TriUPA “Effective Prototyping” workshop from Abe Crystal on Vimeo.
Todd Warfel (see his site, http://toddwarfel.com/, for updates on prototyping, includes slides from previous presentations, and surveys on prototyping practices) presented "Effective Prototyping" on Monday, September 15th. This was TriUPA's first full-day workshop. Nearly 60 TriUPAians from around the Triangle attended. Special thanks to TriUPA's generous sponsors, who made this workshop (and all of TriUPA's events!) possible:
- BlueCross BlueShield
Here are some of my notes from the workshop. Please add your own comments, notes, and pictures on the TriUX blog!
Todd emphasized the value of prototyping as a "generative process" that supports collaboration. Prototyping (as opposed to documentation/specification) supports "being on the same page" and creating new design ideas.
He described MessageFirst's design process, known as DRIVE (discovery and research, interaction and visualization, engineering). In this process, "every system we build starts with sketches." MessageFirst emphasizes paper sketching and creates dozens or hundreds of paper skethches to explore ideas before moving into digital prototyping. Paper is "the least intimidating toolkit out there" and has the unique property that clients or stakeholders "can destroy it" (modify, annotate, etc.). This mutabiilty encourages the co-creation of design ideas.
Sketches are best shared in a "design studio" process, in which designers present sketches, accept critique ("don't get attached to your designs"), and annotate/revise. In the workshop, we practiced this process by creating simple sketches and paper prototypes, then presenting them to the group for discussion and critique. Todd noted that this design studio process is underused in software design.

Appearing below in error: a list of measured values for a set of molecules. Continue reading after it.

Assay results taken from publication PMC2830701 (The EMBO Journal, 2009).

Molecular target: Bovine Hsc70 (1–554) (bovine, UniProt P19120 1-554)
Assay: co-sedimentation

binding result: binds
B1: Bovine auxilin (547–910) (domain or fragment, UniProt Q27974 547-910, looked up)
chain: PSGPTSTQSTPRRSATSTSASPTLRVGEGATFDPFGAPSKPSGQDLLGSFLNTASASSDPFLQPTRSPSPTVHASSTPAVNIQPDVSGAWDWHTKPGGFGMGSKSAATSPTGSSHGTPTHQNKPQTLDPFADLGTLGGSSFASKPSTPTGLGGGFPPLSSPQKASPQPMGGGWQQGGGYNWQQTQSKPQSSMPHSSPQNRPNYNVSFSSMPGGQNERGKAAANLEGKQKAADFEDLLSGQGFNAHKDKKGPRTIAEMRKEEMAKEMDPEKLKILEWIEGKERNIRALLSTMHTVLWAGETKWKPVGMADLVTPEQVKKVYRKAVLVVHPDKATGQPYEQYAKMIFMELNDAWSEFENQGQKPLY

Todd presented six major types of prototypes...
2. gauge flexibility
3. sell ideas internally
4. market to customers
5. work through a design
... and eight guiding principles for prototyping:
1. "know your audience" (e.g., design, engineering, sales, CEO) and intent (what focus? what level of fidelity?)
2. "plan a little, prototype the rest" (and keep options open through rapid, low-fidelity media)
3. "set expectations" (perhaps the most important principle... use kickoff meetings to explain the design process and educate clients about what type of work they will see and how it's used)
4. "you can sketch" (be bold in using sketching, don't be fearful of aesthetic, and help clients understand your process, and the time and effort it involves)
5. "it's a prototype, not the Mona Lisa" (find the right level of fidelity for your purposes)
6. "if you can't make it, fake it" (e.g., simulate--rather than engineer--ajax transitions)
7. "prototype only what you need" (match to scenarios/usability test script, and be open to leaving out certain features/functions)
8. "reduce risk--prototype early and often" (analogous to agile methods)
Todd also walked through some benefits of prototyping with analog/paper tools (including post-it notes, index cards, transparencies, etc.). Paper prototyping can be extremely fast, isn't constrained to pre-built UI widgets, and encourages modification/annotation of designs. Participants created paper prototypes of a social photo/video player, and presented them for discussion.
The workshop encouraged me to remember the importance of sketching and generative prototyping, and revitalize my design research process. I've heard Bill Buxton and others wax poetic about sketching, but looking back at my notebook shows weeks can pass with nary a paper sketch in sight. Todd's points reminded me I can sketch a lot more often, and generate more ideas by doing so.
Similarly, the value of a "design studio"-style review process was apparent, and I agree that it's underused in many cases. I also like the idea that design feedback should be framed to focus on "what's positive/effective about this design?" first, and then "what could be improved or extended?"
I believe the admonition to "set expectations" and explain to clients the time and effort involved in generative prototyping is right on target, applicable to almost any situation where clients/stakeholders aren't deeply familiar with UX methods.
Upcoming workshop: Designing for Efficiency!
Dr. Deborah Mayhew, editor of "Cost-justifying usability" (among many other books) will be hosted by TriUPA on October 22nd! Register for her workshop ("Designing for Efficiency" now at: http://triupa.org/DesigningEfficiency